• For the American Institute of Architects’ proposed headquarters in New York City, the campaign’s symbol is a key, where the jagged negative space of the key’s teeth has been replaced by the similarly jagged shape of the city’s skyline.

How to Find Metaphors

Put your client’s product (or the benefit we derive from it) into these formats to help you make connections and create images:

“It’s like a ____.”
“It’s like a ____ for your ____.”
“Think of it as _______.”
“If it were a ____, it would be a _____.”

If you called the product something else, what would it be? If you compared it to something else, what would it be? The annual report for a network-infrastructure company explains broadband by comparing it to various kinds of “big pipes”—a boy about to yell (“big pipes are my birthright”) a girl looking through a kaleidoscope (“it keeps changing”), and children running through a large tunnel (“where does this go?”). Pipes of various sorts serve as metaphors for the otherwise invisible product and its value to our lives.

Ask yourself these questions:

What is this product? What does it do? The logotype for Exhale, a pulmonary disease therapy company, demonstrates visually what they do best: help us breathe better. Each subsequent letter in the logo is less heavy and lighter in color than the previous. As we read the name, we realize and understand its meaning through this visual metaphor.

How does it differ from the competition? One of Herman Miller’s annual reports used transparent paper stock to suggest the serendipity of innovation: You look at one problem and sometimes see through it, the answer to another.

What’s the largest claim you can make for the product? That it’s a dog shampoo that dogs actually love? Then put the shampoo in packaging designed like something else they love: a fire hydrant.

What is this product or company doing here? What is its real purpose? One annual report for the Calgary YWCA emphasized the organization’s work with battered women, so the report itself was torn and distressed. The headline on the beat-up cover: “Last year over 11,000 Calgary women were treated worse than this book.” This metaphor may even be stronger than if they had used actual photographs of battered women, since this approach is less expected.

And don’t be too literal. Try to find metaphors that capture psychological essence more than simply external reality. Let’s say that you’re creating a poster announcing a seminar in business fundamentals for graphic designers, one called “The Business Primordial.” You may start thinking of cave men with clubs—clubs as felt-tip markers, business cards made out of stone, cave men dressed in business suits and so on. In other words, you could try to fuse some image of business or graphic arts with some “primordial” image. But you don’t have to. A visual of two dogs in a tug of war (a pure metaphor) can also express the psychological essence of basic business difficulties in a less obvious way. It’s a metaphor off to the side; the dogs symbolize not the thing, but the emotional center of the thing. They’re unexpected but appropriate.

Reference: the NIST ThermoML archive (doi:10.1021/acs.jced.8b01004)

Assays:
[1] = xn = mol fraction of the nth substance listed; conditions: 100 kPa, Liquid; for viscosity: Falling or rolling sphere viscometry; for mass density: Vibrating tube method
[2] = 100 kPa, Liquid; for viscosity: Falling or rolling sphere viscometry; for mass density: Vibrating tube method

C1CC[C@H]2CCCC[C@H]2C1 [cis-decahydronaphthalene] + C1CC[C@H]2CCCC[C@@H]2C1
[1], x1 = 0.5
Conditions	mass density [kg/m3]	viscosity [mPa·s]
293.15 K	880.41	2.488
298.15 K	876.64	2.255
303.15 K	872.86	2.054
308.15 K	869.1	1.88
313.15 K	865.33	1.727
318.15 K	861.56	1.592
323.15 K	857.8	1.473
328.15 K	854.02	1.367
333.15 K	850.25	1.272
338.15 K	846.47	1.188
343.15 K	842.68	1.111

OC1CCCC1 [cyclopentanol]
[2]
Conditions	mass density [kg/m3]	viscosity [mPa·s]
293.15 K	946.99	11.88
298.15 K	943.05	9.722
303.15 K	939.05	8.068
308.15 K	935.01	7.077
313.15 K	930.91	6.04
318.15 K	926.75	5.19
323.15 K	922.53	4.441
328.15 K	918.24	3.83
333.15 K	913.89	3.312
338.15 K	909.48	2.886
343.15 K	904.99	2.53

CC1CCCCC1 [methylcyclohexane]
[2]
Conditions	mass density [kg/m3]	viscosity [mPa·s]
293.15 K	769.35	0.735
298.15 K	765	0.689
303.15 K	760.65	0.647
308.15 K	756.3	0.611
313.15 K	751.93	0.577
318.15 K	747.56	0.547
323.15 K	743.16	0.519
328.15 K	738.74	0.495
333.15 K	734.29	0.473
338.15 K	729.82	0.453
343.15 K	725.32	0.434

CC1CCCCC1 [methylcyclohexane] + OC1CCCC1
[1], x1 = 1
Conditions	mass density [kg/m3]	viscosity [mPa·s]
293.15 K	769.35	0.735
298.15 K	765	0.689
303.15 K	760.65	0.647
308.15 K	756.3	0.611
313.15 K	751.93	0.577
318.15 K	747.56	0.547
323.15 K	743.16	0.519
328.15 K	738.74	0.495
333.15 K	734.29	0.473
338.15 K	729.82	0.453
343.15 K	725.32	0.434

Since everybody’s first ideas are often the most cliched, hold out for the second, third or 30th comparison. Metaphors will jump-start your originality, but the best ideas, as always, are hard to land on.

How to Use Words

Look up key words of your problem in a thesaurus and scan the synonyms and antonyms for metaphors. All language is metaphorical, and the metaphors hidden inside words can spark visual ideas. If, for example, you wanted to create another image for that library poster, you could look up “knowledge,” where you’ll find synonyms like:
• “conceive,” an obvious birth metaphor
• “have at one’s fingertips” and “know by heart,” both offering visual possibilities
• “impression,” suggesting thumbprints pressed into books or the literal impressions books and ideas leave on a person or the world
• “lettered,” which suggests placing letters all over someone or building something from letters
• “insight” and “glimmer,” which use the metaphor of light, implying images of looking inside something or lighting something from within.

Recommended — Designing the Editorial Experience: A Primer for Print, Web, and Mobile

Recommended reading —Designing the Editorial Experience: A Primer for Print, Web, and Mobile

In all these cases, a thesaurus can quickly put a lot of metaphors in front of you. It gives you access to more ideas than you’d locate unaided.

And remember that metaphors are lurking in every design problem, ready to go to work. Just look around: They abound in your client’s story (often in the brand name alone, such as Yellow Tail, Food Chain Films, Dirty Girl) and certainly in previous brochures and annual reports, current marketing and website copy, not to mention the words being generated for whatever project you’re working on right now. Any metaphor in this language system might create the organizing principle or visual idea you need.

Of course, graphic design is a metaphor of its own: line, shape, texture and color are used to represent the values of the client. Using these tools communicates the client’s essence and the benefits of its products. Since you’re this far into metaphor already, I invite you simply to keep going. As Jill Howry has noted, “Our work as designers is not just about design but also about the concept. Taking the leap. Finding something that compels. It’s not about making people think; it’s about making people want to think.”

This gem by George Felton was drawn from the HOW Archives. Explore the latest from HOW Magazine in our Summer 2015 issue featuring Aaron Draplin and more.

8 thoughts on “Master the Metaphor: Using Metaphors in Design

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  6. Fat Dog Creatives, Alpha Dog

    Yes! Calling a business trainer a business coach is literal and dull. Calling him/her a Company Culture Engineer (a title Aaron Schmookler uses that I just love) is far more interesting and descriptive and elevates the perception of the intensity and quality of work.